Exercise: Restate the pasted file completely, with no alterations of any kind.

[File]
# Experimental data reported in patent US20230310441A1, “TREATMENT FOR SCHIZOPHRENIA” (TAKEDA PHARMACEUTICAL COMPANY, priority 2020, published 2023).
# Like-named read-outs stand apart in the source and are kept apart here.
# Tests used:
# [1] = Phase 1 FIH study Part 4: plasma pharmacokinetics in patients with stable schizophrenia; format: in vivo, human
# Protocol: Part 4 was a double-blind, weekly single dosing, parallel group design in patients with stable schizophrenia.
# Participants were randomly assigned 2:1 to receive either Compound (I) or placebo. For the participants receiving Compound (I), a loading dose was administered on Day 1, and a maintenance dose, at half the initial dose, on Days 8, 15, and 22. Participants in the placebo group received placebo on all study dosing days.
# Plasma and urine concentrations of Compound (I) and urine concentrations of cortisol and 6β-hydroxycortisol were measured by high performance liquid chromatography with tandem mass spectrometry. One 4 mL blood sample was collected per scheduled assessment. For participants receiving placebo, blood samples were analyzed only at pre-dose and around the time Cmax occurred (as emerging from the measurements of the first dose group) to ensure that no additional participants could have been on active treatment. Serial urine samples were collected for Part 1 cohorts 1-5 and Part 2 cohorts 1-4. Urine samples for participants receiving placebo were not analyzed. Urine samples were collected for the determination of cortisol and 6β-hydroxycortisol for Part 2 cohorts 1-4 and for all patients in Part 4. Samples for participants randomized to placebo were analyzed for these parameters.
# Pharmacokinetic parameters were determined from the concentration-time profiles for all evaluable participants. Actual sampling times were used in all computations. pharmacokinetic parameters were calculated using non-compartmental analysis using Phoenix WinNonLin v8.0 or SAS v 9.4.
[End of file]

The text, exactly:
# Experimental data reported in patent US20230310441A1, “TREATMENT FOR SCHIZOPHRENIA” (TAKEDA PHARMACEUTICAL COMPANY, priority 2020, published 2023).
# Like-named read-outs stand apart in the source and are kept apart here.
# Tests used:
# [1] = Phase 1 FIH study Part 4: plasma pharmacokinetics in patients with stable schizophrenia; format: in vivo, human
# Protocol: Part 4 was a double-blind, weekly single dosing, parallel group design in patients with stable schizophrenia.
# Participants were randomly assigned 2:1 to receive either Compound (I) or placebo. For the participants receiving Compound (I), a loading dose was administered on Day 1, and a maintenance dose, at half the initial dose, on Days 8, 15, and 22. Participants in the placebo group received placebo on all study dosing days.
# Plasma and urine concentrations of Compound (I) and urine concentrations of cortisol and 6β-hydroxycortisol were measured by high performance liquid chromatography with tandem mass spectrometry. One 4 mL blood sample was collected per scheduled assessment. For participants receiving placebo, blood samples were analyzed only at pre-dose and around the time Cmax occurred (as emerging from the measurements of the first dose group) to ensure that no additional participants could have been on active treatment. Serial urine samples were collected for Part 1 cohorts 1-5 and Part 2 cohorts 1-4. Urine samples for participants receiving placebo were not analyzed. Urine samples were collected for the determination of cortisol and 6β-hydroxycortisol for Part 2 cohorts 1-4 and for all patients in Part 4. Samples for participants randomized to placebo were analyzed for these parameters.
# Pharmacokinetic parameters were determined from the concentration-time profiles for all evaluable participants. Actual sampling times were used in all computations. pharmacokinetic parameters were calculated using non-compartmental analysis using Phoenix WinNonLin v8.0 or SAS v 9.4.